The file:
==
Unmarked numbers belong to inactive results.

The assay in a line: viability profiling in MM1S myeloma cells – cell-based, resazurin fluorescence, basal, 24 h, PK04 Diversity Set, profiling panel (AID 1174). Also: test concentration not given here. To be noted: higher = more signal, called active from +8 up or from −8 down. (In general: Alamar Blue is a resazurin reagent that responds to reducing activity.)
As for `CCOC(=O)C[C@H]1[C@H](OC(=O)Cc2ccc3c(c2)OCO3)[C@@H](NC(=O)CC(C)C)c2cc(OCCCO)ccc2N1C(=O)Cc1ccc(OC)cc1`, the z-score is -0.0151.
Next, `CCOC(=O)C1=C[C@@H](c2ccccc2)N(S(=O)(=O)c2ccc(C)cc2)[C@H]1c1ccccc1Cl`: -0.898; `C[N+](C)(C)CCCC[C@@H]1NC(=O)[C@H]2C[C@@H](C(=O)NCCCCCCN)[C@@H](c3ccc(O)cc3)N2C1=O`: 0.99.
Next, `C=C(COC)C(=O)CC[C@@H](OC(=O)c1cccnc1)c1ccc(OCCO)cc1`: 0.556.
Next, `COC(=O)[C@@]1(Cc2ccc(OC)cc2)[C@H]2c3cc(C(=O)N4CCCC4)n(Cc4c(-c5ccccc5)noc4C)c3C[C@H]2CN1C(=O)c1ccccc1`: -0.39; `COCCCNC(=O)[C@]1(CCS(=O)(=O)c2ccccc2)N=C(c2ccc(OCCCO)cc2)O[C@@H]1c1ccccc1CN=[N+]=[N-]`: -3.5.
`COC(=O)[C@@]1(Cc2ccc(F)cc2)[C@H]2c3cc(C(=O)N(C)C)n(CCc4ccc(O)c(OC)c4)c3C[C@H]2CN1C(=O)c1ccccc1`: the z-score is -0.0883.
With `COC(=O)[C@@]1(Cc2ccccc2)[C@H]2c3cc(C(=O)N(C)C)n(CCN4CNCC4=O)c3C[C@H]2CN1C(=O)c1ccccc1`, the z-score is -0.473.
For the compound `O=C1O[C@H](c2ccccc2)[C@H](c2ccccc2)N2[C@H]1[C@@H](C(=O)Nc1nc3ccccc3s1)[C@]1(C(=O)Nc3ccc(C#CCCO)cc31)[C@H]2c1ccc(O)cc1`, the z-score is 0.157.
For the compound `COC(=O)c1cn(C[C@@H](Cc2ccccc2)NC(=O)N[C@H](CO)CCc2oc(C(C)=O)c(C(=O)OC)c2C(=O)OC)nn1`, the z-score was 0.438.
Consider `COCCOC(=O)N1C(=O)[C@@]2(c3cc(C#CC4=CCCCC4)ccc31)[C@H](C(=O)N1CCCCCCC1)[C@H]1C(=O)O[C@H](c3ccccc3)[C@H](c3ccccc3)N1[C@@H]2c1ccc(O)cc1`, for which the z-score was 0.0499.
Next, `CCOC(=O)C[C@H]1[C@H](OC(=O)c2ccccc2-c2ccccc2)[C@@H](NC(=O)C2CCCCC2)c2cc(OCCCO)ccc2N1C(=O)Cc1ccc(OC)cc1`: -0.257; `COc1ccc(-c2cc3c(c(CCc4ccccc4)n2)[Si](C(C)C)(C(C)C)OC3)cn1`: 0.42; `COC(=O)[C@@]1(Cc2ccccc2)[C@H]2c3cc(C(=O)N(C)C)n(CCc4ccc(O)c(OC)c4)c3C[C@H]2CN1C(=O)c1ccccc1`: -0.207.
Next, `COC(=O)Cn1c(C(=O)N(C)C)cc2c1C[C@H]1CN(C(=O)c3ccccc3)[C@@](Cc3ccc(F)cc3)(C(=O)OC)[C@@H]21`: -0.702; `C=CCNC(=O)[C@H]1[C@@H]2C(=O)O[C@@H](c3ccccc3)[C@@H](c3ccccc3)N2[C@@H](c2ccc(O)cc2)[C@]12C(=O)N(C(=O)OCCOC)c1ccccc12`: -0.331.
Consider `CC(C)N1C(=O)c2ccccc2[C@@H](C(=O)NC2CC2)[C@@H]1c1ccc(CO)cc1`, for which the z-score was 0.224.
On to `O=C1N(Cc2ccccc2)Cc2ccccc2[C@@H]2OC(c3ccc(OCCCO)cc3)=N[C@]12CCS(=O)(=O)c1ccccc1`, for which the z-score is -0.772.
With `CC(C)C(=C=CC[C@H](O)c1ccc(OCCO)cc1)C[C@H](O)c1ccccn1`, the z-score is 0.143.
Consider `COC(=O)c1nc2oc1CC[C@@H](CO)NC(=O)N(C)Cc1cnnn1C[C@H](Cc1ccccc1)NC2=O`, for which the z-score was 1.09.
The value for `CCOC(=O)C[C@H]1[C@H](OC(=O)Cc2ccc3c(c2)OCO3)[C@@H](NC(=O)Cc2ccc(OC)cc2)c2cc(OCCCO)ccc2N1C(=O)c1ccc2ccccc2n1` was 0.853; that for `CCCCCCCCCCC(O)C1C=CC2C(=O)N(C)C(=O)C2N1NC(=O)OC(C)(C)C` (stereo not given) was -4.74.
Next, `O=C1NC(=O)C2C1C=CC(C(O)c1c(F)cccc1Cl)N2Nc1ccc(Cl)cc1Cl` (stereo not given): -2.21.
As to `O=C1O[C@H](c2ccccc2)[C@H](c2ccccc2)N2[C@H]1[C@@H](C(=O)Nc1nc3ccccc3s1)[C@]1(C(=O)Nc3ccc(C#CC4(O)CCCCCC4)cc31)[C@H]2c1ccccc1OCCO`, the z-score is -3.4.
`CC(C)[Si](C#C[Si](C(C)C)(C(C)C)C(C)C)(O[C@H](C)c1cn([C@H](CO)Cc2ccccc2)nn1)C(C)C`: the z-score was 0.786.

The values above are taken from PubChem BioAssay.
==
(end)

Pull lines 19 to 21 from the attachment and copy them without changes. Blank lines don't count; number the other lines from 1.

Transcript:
Next, `O=C1NC(=O)C2C1C=CC(C(O)c1c(F)cccc1Cl)N2Nc1ccc(Cl)cc1Cl` (stereo not given): -2.21.
As to `O=C1O[C@H](c2ccccc2)[C@H](c2ccccc2)N2[C@H]1[C@@H](C(=O)Nc1nc3ccccc3s1)[C@]1(C(=O)Nc3ccc(C#CC4(O)CCCCCC4)cc31)[C@H]2c1ccccc1OCCO`, the z-score is -3.4.
`CC(C)[Si](C#C[Si](C(C)C)(C(C)C)C(C)C)(O[C@H](C)c1cn([C@H](CO)Cc2ccccc2)nn1)C(C)C`: the z-score was 0.786.